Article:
site logo
J. MacThomson

J. MacThomson

Federal (USV)


James MacThomson

(1834 - 1893)

Home State: Pennsylvania

Command Billet: Commanding Regiment

Branch of Service: Infantry

Unit: 107th Pennsylvania Infantry


see his Battle Report

Before Antietam

A 29 year old teacher, he enrolled in Shippensburg on 5 October 1861 and mustered into service as Captain, Company B, 107th Pennsylvania Infantry on 20 February 1862 in Harrisburg.

On the Campaign

Colonel McCoy and Major Forney were absent sick at the start of the Maryland Campaign. Lieutenant Colonel McAllen accompanied the column but was "too feeble to keep the field" (Bates), so the command devolved on Captain MacThomson. He led them at Turner's Gap on South Mountain and at Antietam:

In the former he led in a charge with fixed bayonets which routed the enemy, Colonel Gale of the Twelfth Alabama being killed and the Lieutenant Colonel of the Fifth South Carolina wounded and taken prisoner. In the latter he led on his men up to the noted Corn-field, where he suffered severe losses, having been pitted against vastly superior numbers, but held his ground with unwavering courage.

The rest of the War

In January 1863 Major Forney died and Captain MacThompson was appointed Major, his commission dating from 17 October 1862. Soon after, Lieutenant Colonel McAllen resigned and MacThompson was appointed Lieutenant Colonel in his place on 23 February 1863.

Colonel McCoy was absent with illness after Chancellorsville and MacThomson had command on the Gettysburg Campaign. He was wounded there by "grapeshot" on 2 July 1863.

He was on court-martial duty in Philadelphia in early 1865. He was honored by brevets to Colonel and Brigadier General of Volunteers on 13 March 1865 for gallantry at Gettysburg and for war service, and was honorably mustered out 13 July 1865.

After the War

He met his wives in Washington, DC, and may have had brief Regular Army service there, but he was in St. Louis, MO by 1869.

References & notes

His service from Heitman1 and the Card File,2 both as James MacThompson. Details from a sketch in Martial Deeds,3 source of the Campaign quote above, and from family genealogists, both as James McLean Thomson. His gravesite is on Findagrave. His picture from the Massachusetts MOLLUS collection.4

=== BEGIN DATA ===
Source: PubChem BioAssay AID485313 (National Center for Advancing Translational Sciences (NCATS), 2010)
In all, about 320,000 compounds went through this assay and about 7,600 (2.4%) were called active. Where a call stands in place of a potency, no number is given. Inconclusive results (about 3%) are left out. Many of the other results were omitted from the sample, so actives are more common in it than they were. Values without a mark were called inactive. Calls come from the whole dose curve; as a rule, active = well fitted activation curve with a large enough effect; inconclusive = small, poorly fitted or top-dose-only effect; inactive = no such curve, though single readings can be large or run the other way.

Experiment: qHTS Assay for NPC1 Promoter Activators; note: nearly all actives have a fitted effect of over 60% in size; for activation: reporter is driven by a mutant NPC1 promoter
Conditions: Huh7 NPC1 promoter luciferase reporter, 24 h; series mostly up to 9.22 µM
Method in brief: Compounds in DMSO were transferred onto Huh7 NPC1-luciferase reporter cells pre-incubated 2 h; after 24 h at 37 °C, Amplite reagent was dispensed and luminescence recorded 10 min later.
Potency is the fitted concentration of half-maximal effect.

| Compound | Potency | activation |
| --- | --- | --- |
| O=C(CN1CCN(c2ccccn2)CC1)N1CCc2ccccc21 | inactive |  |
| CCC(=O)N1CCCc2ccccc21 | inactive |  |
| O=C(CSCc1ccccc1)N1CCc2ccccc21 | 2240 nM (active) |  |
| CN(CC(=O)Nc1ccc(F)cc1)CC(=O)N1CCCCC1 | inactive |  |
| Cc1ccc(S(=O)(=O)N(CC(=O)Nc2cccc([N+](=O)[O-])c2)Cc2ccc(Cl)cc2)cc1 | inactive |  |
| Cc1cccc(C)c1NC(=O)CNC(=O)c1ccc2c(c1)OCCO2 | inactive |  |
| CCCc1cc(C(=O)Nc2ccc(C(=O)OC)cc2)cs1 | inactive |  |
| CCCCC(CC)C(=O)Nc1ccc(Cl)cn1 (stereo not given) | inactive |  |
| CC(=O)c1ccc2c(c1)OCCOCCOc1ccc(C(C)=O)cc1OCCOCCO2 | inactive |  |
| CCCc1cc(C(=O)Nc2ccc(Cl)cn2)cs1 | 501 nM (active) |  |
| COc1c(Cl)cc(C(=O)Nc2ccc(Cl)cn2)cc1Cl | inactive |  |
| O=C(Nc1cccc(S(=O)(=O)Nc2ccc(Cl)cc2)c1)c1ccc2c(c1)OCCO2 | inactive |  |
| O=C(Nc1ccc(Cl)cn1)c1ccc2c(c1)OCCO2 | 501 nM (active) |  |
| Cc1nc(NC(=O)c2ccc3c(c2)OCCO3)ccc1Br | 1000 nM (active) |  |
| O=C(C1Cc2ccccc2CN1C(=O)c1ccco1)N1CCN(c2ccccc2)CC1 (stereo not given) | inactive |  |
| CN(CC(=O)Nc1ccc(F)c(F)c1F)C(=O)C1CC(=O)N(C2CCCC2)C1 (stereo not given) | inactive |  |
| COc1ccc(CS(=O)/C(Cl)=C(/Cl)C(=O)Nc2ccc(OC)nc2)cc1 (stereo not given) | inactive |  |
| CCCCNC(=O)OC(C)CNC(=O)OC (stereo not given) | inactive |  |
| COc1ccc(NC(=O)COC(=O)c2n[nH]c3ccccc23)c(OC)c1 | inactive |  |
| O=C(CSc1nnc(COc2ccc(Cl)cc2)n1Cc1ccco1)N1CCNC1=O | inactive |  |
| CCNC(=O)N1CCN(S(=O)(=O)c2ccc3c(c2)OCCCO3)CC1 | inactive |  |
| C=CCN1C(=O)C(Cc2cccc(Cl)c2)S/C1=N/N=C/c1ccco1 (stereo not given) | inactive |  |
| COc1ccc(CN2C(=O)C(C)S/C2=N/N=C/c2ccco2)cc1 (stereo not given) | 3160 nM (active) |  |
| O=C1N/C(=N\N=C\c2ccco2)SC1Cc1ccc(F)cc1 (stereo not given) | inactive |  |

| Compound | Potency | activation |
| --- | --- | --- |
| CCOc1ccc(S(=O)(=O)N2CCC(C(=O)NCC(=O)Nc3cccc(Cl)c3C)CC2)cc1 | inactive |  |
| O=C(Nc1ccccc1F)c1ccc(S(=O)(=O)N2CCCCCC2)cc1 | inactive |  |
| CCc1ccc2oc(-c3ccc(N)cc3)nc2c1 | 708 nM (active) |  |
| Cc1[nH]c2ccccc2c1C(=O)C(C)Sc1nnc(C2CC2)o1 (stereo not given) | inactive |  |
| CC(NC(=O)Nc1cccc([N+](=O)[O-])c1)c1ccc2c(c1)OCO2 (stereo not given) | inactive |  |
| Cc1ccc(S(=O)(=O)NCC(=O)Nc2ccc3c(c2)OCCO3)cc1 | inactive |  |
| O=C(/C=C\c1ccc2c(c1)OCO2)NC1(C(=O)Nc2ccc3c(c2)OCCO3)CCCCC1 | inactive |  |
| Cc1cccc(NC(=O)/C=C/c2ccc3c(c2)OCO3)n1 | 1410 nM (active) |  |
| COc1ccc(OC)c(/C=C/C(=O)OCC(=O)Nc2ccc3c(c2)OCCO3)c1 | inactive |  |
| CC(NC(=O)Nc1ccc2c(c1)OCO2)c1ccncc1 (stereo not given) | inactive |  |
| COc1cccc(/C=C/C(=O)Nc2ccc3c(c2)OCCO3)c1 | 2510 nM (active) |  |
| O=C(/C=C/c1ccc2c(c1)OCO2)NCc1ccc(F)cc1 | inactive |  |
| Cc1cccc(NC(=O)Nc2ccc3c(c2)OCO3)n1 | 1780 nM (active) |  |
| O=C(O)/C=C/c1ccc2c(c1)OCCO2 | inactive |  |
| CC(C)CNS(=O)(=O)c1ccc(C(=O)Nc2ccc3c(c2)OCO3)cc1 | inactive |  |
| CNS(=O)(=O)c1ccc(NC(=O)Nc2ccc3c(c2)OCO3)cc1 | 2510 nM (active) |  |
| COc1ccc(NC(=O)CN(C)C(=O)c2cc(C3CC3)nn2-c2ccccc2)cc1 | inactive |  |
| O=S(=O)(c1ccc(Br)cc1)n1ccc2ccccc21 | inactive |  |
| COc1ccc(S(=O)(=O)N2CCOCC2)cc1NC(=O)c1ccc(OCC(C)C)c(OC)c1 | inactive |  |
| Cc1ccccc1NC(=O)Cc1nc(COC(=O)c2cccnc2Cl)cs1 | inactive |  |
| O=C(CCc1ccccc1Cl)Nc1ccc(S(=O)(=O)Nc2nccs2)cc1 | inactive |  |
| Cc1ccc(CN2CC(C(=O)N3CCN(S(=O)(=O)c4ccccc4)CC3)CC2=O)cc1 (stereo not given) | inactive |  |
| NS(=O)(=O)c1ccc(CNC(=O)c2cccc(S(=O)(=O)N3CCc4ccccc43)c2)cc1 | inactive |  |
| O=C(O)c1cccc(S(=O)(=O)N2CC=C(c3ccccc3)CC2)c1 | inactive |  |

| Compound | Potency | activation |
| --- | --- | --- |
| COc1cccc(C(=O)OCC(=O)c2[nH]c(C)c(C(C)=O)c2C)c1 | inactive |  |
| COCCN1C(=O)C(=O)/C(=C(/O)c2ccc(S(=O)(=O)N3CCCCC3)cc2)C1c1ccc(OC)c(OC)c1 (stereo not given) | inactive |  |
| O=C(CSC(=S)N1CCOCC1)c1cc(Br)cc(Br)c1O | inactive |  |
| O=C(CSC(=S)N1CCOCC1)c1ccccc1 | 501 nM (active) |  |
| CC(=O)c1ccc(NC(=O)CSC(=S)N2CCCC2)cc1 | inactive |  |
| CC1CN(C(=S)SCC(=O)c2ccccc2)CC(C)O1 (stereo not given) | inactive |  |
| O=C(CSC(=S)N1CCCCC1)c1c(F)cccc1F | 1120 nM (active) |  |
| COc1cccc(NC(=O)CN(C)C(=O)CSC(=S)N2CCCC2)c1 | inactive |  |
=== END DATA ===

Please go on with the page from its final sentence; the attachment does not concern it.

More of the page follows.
He married Marie Rebecca Slye (1844-1869) in Washington, DC in September 1864 and they had a son William Henry Thomson; Marie and the boy died soon after his birth. He married again, about 1869, to Marie's 18 year old sister Jessie Genevieve Slye (1850-1923) and they had 9 children.

His name is a puzzle. He signed his official Report after Antietam as James MacThomson, and that's generally how he appears in military records - suggesting he used that name himself. I've chosen that option here. He was probably born James McLean Thomson, and it's likely that was his legal name. His father's name was Andrew Thomson and all of his children had the surname Thomson.

More on the Web

A February 1865 group photograph of General Abner Doubleday and the Philadelphia Courts-Martial Commission, including MacThomson (standing, hand in jacket), was sold by Heritage Auctions in 2009.

There is piece about him in the Spring 2014 St. Louis Genealogical Society Quarterly by Peggy Thomson Greenwood.


02/04/1834; Adams County, PA


02/20/1893; St. Louis, MO; burial in Bellefontaine Cemetery, Saint Louis, MO


1   Heitman, Francis Bernard, Historical Register and Dictionary of the United States Army 1789-1903, 2 volumes, Washington DC: US Government Printing Office, 1903, Vol. 1, pg. 682  [AotW citation 23707]

2   Commonwealth of Pennsylvania, Adjutant-General, Pennsylvania Civil War Veterans' Card File, 1861-1866, Published <2005, first accessed 01 July 2005, <>  [AotW citation 23710]

3   Bates, Samuel Penniman, Martial Deeds Of Pennsylvania, Philadelphia: T. H. Davis & Co., 1876, pg. 919  [AotW citation 23711]

4   US Army, Heritage and Education Center (USAHEC), Military Order of the Loyal Legion of the United States (MOLLUS)-Massachusetts Photograph Collection, Published 2009, <>  [AotW citation 23709]